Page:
On Sunday, October 11, 2015 at 5:30:52 PM UTC-4, Don Y wrote:
This brings up another interesting question. It seems certain that
VW will have to issue some kind of compensation to "owners". But
which owners? The owner that bought it 4 years ago and sold it after
2 years? The owner that bought it from him, but sold it 3 months
ago, before the problem was known, the owners after the problem was
known, or the owner that owns the car when they finally issue the compensation?
It would seem the ones entitled to compensation are the owners at the
time it was made public, but who knows...
Look to Europe to be VW's Waterloo. Too many jurisdictions
Not so sure about that, especially given the move to the EU
IDK there is always a market for cheap cars. I don't believe the people that
buy these cars would car about the pedigree.
There will be some deal where the gov't makes out well and the owners not so
well. See if the brand can take the hit.
I heard this morning that Mercedes has the same problem. They didn't want
their customers to get involved with the urea aspect so they diddled it.
On Sat, 10 Oct 2015 23:08:55 -0700 (PDT), Uncle Monster
Real world testing is NOT, as far as I know, part of the requirement
for certification. So designing and building a vehicle that performs
on the dyno certification testing is all that's required as long as
the same software used on the dyno is what is also used in the real
world. A company that "did more" because out in the real world some
limit was exceeded which was not exceeded on the dyno would be putting
themselves at a competitive disadvantage, assuming the "doing more"
meant worse mpg or driivability.
The same would be true of the crash testing. Teh gvt mandates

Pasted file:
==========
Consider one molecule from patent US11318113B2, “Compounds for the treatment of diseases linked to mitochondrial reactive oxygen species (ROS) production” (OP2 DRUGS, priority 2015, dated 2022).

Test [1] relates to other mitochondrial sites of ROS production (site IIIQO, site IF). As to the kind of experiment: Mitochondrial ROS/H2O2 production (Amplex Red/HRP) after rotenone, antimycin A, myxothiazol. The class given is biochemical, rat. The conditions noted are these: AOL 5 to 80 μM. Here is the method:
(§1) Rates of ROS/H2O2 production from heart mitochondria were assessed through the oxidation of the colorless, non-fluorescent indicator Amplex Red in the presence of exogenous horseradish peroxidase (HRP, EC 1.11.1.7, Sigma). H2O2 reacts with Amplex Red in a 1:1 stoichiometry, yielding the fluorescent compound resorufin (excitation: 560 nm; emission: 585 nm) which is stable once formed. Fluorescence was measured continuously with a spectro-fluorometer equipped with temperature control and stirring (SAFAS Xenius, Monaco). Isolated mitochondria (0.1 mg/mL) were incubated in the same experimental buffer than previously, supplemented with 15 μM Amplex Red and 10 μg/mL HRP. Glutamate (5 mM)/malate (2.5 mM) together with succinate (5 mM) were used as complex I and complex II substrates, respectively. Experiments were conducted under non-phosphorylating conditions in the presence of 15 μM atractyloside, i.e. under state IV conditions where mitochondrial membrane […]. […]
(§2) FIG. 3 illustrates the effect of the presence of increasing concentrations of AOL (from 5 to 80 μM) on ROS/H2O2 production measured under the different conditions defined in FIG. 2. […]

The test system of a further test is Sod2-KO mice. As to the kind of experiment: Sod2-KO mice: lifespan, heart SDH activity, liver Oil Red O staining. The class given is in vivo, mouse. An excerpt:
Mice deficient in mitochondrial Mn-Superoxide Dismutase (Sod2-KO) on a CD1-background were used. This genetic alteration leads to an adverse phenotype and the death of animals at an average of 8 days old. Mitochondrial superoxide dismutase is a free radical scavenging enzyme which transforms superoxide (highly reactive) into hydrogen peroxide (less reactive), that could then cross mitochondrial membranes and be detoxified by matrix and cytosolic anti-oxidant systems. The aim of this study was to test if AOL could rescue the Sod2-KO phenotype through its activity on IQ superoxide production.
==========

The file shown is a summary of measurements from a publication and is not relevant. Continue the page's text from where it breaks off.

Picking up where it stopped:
specific crash tests. If a company passes those tests but realized
that they could do "Even more" they are under no legal obligation to
do so. And if that "doing more" makes the vehicle heavier with lower
MPG they may well be working at cross purposes.
I'm not saying they can't "do more", only that they are not required
to and should not be blamed if they don't.
On Sunday, October 11, 2015 at 4:19:18 PM UTC-4, Ashton Crusher wrote:
an the latest diesel emission limits. Some Honda diesel models released bet
ween 2.6 and six times the allowable levels, according to data obtained by
sted diesel cars had between 1.6 and 3.6 times test levels of the EU's lab-
based tests, and the Mitsubishi models tested had between 1.5 and 3.4 times
the emissions tested in the lab."
the ECU. All vehicle manufacturers are well aware of EPA test procedures an
d it has been a calculated risk that no one would do real world testing. I
also assume that gasoline fueled vehicles have been programmed the same way
. I guess all the manufacturers never considered that some NGO full of clou
d huggers would discover the deception and start howling. Get ready for a r
esurgence of bicycles and donkey carts. ^_^
As far at meeting the govt standards, you're probably right, although
we don't know what the actual law says. But the bigger problem would
appear to be the EPA. If those cars from various manufacturers were
tested correctly on the road per that article, then there's only a
couple of possibilities.
One thing that wasn't stated was whether these cars from manufacturers
other than VW were tested on a dyno setup too and what that showed or would
The possibilities would be:
1 - The cars also fail the dyno test and the emissions performance there
is similar to what is going on under actual driving conditions, ie
the dyno certification test is a valid one and the cars are later failing
for whatever reasons.
2 - The cars pass the dyno test, but spew out 2 to 6 times the legal
pollution on the roads. In which case the EPA test protocol that
they established and use is a total joke.
But above all it's stunning that the EPA from all indications so far,
is clueless. You would think that they would be very interested in
monitoring a sample of the cars out there to make sure of two things.
One is that their dyno certification process is a valid one and two,
that cars on the road actually perform to within the standards for
X years. You would think they would be very interested in the actual
on the road emissions from these cars at 2 years, 5 years, 10 years,
15 years.... It would be pretty stupid to be jacking the emissions standa
ever higher, while the millions of cars out there are spewing 5x what
they are supposed to, either when brand new or even when they are 5 years
old. These cars in the article, if putting out 5X, probably aren't
even meeting the requirements from 20 years ago.